Screenshots and Commentary

  • Like Anne Happy before, this Terrible Anime Challenge post will have the standard of twenty screenshots, and the figure captions will only be tangentially relevant to the screenshots at hand: the goal of this discussion is to soundly disprove any of the misconceptions and misleading perspectives that have appeared about Koufuku Graffiti. I note that for the most part, audiences have been very good about keeping focused on the aspects of the series that the authors wanted audiences to focus on. This is, of course, the food; SHAFT series or not, psychological elements are the cause, not effect, of Koufuku Graffiti. However, for this post, food is not going to be at the forefront of discussion.

  • When I first watched Koufuku Graffiti, it was a month after it had finished airing, and I was in the middle of converting my thesis project from Unity to Unreal. At the time, my focus was on playing through Wolfenstein: The New Order, and getting started with The Disappearance of Nagato Yuki. Having spent most of the winter semester keeping up with being a graduate student, I was barely managing to keep the blog updated and so, did not have time to spare towards watching Koufuku Graffiti, much less dispelling some of the various untruths about the series that had arisen.

  • Ryou Machiko is Koufuku Graffiti‘s central protagonist. Voiced by Rina Satō (Gundula Rall of Brave Witches), Ryou is a second-year middle school student, aspires to enroll in a high school with a strong art programme and is highly skilful at cooking. When Kirin, her cousin, arrives, Ryou begins to cook for her and in the process, rediscovers what cooking is about. Kirin is voiced by Asuka Ōgame, whose only role I know is that of Vividred Operation‘s Momo Isshiki. Overall, I found this a touching message, but from here on out, Koufuku Graffiti has Ryou and her friends explore different dishes to cook.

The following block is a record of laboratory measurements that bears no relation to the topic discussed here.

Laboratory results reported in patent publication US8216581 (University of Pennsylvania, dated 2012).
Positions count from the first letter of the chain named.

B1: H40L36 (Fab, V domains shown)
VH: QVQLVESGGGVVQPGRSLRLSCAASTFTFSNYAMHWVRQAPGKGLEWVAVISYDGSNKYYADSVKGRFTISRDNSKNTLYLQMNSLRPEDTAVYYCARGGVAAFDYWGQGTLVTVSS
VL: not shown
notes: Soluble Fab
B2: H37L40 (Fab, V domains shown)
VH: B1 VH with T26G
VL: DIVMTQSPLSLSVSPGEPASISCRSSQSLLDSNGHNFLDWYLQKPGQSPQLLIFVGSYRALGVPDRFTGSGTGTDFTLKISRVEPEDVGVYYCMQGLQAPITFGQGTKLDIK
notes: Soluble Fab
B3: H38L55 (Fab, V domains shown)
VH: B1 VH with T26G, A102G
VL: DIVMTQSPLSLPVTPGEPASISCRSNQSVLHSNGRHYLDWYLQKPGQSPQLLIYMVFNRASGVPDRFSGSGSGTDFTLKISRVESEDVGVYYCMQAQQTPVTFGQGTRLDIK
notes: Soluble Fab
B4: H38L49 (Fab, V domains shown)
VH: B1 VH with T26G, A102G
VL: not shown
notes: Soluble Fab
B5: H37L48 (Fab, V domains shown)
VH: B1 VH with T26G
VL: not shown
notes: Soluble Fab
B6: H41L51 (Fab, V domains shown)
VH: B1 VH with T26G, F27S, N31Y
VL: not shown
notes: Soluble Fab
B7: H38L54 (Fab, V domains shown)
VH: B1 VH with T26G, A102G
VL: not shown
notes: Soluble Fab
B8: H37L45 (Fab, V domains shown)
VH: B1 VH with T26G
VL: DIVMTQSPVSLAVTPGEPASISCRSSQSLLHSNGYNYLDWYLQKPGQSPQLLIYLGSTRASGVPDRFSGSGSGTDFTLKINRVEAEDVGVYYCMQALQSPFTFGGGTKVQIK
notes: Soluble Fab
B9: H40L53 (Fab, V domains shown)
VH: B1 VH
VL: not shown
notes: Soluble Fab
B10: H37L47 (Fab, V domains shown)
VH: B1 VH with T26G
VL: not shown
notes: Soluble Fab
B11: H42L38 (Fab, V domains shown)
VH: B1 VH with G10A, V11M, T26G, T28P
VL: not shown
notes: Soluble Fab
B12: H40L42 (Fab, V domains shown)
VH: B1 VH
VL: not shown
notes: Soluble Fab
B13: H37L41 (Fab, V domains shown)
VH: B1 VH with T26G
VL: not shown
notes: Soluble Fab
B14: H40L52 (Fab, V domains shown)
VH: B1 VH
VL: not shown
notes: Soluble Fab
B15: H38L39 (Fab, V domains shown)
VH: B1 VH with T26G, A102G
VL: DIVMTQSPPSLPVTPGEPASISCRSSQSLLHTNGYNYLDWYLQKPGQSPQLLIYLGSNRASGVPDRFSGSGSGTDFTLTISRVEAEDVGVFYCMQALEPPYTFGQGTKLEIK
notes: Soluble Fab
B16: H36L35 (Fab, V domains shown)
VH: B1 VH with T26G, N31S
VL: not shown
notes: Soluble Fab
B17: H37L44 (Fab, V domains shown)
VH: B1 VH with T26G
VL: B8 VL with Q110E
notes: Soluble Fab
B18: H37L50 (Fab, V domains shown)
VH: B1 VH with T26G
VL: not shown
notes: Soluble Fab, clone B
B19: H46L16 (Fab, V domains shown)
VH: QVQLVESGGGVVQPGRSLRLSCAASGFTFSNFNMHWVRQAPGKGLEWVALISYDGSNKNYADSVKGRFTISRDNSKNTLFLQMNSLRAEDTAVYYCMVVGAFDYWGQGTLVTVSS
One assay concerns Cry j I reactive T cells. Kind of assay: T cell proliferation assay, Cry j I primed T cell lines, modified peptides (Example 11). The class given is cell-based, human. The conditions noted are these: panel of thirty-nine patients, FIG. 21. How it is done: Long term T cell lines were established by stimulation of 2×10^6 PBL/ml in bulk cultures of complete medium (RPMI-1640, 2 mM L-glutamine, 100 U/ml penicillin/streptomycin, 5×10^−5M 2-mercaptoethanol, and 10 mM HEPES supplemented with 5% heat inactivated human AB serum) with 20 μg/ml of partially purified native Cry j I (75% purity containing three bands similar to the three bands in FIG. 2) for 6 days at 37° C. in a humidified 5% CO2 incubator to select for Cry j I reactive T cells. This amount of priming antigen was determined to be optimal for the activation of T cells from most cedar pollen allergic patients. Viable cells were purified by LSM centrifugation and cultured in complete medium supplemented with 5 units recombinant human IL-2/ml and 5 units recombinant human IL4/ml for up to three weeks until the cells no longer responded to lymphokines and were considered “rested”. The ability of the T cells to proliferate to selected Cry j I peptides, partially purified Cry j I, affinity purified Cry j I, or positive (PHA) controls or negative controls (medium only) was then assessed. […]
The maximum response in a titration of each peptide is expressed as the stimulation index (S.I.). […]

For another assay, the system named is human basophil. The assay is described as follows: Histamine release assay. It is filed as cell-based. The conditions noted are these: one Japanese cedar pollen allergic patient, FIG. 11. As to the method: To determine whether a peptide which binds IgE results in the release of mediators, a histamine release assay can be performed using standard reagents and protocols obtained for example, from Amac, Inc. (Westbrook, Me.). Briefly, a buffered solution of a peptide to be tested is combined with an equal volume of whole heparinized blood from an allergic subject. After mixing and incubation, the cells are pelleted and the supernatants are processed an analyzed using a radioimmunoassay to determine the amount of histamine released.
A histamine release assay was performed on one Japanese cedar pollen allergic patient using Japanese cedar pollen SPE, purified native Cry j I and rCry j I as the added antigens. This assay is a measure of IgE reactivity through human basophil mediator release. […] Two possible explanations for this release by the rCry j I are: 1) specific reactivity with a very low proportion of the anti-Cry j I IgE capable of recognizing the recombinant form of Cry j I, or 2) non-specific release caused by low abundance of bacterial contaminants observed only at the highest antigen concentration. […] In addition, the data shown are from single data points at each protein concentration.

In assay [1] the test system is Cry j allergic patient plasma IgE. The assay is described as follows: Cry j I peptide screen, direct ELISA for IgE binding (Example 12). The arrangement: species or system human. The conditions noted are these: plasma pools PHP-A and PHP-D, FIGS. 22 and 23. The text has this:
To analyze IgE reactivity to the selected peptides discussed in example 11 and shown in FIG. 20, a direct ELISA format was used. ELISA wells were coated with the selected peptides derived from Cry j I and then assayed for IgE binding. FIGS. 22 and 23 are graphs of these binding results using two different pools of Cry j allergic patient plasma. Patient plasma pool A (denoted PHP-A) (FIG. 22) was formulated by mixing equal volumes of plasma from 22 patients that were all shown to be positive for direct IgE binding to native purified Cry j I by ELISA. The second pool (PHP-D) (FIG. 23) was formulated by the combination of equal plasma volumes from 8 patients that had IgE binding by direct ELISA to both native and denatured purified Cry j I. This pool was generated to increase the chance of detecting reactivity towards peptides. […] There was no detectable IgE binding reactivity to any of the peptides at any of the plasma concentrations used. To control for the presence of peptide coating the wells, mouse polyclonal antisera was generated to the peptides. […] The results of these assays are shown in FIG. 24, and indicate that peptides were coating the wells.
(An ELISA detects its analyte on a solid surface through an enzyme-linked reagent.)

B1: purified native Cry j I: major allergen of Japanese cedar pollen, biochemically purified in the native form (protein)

• To help jog the reader’s memories, Terrible Anime Challenge posts have three possible outcomes. They either exceeded expectations, did not meet the expectations set by existing reception for it or else was as poor as existing reception described. Koufuku Graffiti falls squarely into the second category: while I’m not fond of throwing the word around, Koufuku Graffiti is a rare instance of a show that I consider overrated. It’s a good show in that it has some entertainment value, but I fail to see what makes this title a cut above the host of other slice-of-life anime I’ve seen.

  • Shiina is one of Ryou’s longtime friends and is portrayed as being elegant but also enigmatic. She’s voiced by Mikako Komatsu (Ayame Kagurazaka of Eromanga Sensei, Sanae Kōzuki from Sakura QuestAldnoah.Zero’s Amifumi Inko, Saki Maruyama of Girls und Panzer, Tari Tari‘s Jan and Nagi no Asakura‘s Miune Miuna Shiodome). As fragile as Kirin is fit, Shiina seems to fall ill from random various causes. I never did understand why anime required their characters to have these sorts of attributes, as they detract from the immersion that more ordinary characters confer.

  • Shiina, Ryou and Kirin’s cooking results in dishes that Adam Richman would have no trouble describing as heavenly in the multitude of colourful praises that he articulates whenever he tries a particularly creative and tasty new dish. In Koufuku Graffiti, various dishes, including omuricesomen, broiled eel, oden and pizza are among the dishes featured. Its preparation and consumption are rendered in vivid detail, although I am in the minority in that I find the highly detailed lips a little off-putting.

  • Ryou is presented as being very mature for her age; she is able to live alone and manages her day-to-day life without supervision. In spite of this, she’s still a second year of middle school, which puts her as being either thirteen or fourteen. A quick glance at this here screenshot and its subject will find the latter is probably the case. Unlike Yūki Yūna is a Hero‘s Mimori, who shares a similar figure with Ryou, Koufuku Graffiti is remarkably disciplined in its presentation of Ryou: she’s presented with rigid-body physics in a foot race. I suppose it’s only natural, given the theme in Koufuku Graffiti.

  • The artwork of Koufuku Graffiti is solid, with generally high quality in animation and artwork, but the high-fidelity eating moments, which some viewers will find to be true fanservice moments of the series.